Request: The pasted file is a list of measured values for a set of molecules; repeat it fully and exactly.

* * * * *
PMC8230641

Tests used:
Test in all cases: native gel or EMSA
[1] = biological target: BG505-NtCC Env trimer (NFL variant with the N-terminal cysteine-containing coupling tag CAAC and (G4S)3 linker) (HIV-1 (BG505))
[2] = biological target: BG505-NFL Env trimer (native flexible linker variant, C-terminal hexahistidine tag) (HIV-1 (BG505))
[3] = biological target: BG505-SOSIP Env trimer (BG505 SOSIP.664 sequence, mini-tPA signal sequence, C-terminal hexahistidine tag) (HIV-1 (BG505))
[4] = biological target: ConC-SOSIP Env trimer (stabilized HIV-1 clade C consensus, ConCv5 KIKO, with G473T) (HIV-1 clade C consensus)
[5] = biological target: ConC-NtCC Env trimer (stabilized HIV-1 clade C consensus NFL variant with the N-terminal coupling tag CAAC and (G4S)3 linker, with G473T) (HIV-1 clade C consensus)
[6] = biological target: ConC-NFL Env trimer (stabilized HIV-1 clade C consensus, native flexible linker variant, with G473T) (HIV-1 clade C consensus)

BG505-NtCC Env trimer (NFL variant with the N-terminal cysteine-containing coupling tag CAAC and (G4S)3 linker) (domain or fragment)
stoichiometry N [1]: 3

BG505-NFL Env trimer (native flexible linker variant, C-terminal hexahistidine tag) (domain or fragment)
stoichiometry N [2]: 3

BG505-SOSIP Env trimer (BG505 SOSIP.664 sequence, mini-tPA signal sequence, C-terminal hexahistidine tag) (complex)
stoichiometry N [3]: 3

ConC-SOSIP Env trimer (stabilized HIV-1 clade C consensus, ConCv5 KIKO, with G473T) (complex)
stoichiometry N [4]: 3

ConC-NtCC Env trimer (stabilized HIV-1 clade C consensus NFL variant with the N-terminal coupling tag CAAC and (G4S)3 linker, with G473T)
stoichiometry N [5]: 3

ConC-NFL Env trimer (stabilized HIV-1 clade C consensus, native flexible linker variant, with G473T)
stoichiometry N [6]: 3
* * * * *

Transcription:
PMC8230641

Tests used:
Test in all cases: native gel or EMSA
[1] = biological target: BG505-NtCC Env trimer (NFL variant with the N-terminal cysteine-containing coupling tag CAAC and (G4S)3 linker) (HIV-1 (BG505))
[2] = biological target: BG505-NFL Env trimer (native flexible linker variant, C-terminal hexahistidine tag) (HIV-1 (BG505))
[3] = biological target: BG505-SOSIP Env trimer (BG505 SOSIP.664 sequence, mini-tPA signal sequence, C-terminal hexahistidine tag) (HIV-1 (BG505))
[4] = biological target: ConC-SOSIP Env trimer (stabilized HIV-1 clade C consensus, ConCv5 KIKO, with G473T) (HIV-1 clade C consensus)
[5] = biological target: ConC-NtCC Env trimer (stabilized HIV-1 clade C consensus NFL variant with the N-terminal coupling tag CAAC and (G4S)3 linker, with G473T) (HIV-1 clade C consensus)
[6] = biological target: ConC-NFL Env trimer (stabilized HIV-1 clade C consensus, native flexible linker variant, with G473T) (HIV-1 clade C consensus)

BG505-NtCC Env trimer (NFL variant with the N-terminal cysteine-containing coupling tag CAAC and (G4S)3 linker) (domain or fragment)
stoichiometry N [1]: 3

BG505-NFL Env trimer (native flexible linker variant, C-terminal hexahistidine tag) (domain or fragment)
stoichiometry N [2]: 3

BG505-SOSIP Env trimer (BG505 SOSIP.664 sequence, mini-tPA signal sequence, C-terminal hexahistidine tag) (complex)
stoichiometry N [3]: 3

ConC-SOSIP Env trimer (stabilized HIV-1 clade C consensus, ConCv5 KIKO, with G473T) (complex)
stoichiometry N [4]: 3

ConC-NtCC Env trimer (stabilized HIV-1 clade C consensus NFL variant with the N-terminal coupling tag CAAC and (G4S)3 linker, with G473T)
stoichiometry N [5]: 3

ConC-NFL Env trimer (stabilized HIV-1 clade C consensus, native flexible linker variant, with G473T)
stoichiometry N [6]: 3